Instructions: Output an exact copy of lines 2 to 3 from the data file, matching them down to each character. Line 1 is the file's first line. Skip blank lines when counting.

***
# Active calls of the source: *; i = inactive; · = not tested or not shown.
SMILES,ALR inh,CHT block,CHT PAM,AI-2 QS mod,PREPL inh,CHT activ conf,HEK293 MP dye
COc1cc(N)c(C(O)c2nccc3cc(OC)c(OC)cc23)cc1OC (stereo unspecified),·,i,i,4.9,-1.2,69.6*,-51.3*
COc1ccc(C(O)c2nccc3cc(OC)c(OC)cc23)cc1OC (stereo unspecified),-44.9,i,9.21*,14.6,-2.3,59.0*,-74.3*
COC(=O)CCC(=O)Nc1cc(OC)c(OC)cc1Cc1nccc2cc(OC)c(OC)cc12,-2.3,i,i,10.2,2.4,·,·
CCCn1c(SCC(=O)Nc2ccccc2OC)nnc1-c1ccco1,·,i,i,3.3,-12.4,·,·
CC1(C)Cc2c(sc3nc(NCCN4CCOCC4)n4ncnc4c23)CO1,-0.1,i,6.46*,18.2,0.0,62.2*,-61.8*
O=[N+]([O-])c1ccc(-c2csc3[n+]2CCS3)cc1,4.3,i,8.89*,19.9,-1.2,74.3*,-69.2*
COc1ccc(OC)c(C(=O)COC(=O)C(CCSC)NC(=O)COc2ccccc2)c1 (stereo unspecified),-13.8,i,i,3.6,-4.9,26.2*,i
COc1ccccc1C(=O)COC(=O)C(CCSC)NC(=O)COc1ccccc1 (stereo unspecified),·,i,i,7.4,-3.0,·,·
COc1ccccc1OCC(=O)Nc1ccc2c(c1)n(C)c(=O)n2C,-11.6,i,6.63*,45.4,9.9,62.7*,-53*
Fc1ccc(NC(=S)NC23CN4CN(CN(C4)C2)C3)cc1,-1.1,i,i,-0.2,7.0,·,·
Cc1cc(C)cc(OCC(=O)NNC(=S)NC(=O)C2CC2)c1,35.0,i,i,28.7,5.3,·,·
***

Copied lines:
SMILES,ALR inh,CHT block,CHT PAM,AI-2 QS mod,PREPL inh,CHT activ conf,HEK293 MP dye
COc1cc(N)c(C(O)c2nccc3cc(OC)c(OC)cc23)cc1OC (stereo unspecified),·,i,i,4.9,-1.2,69.6*,-51.3*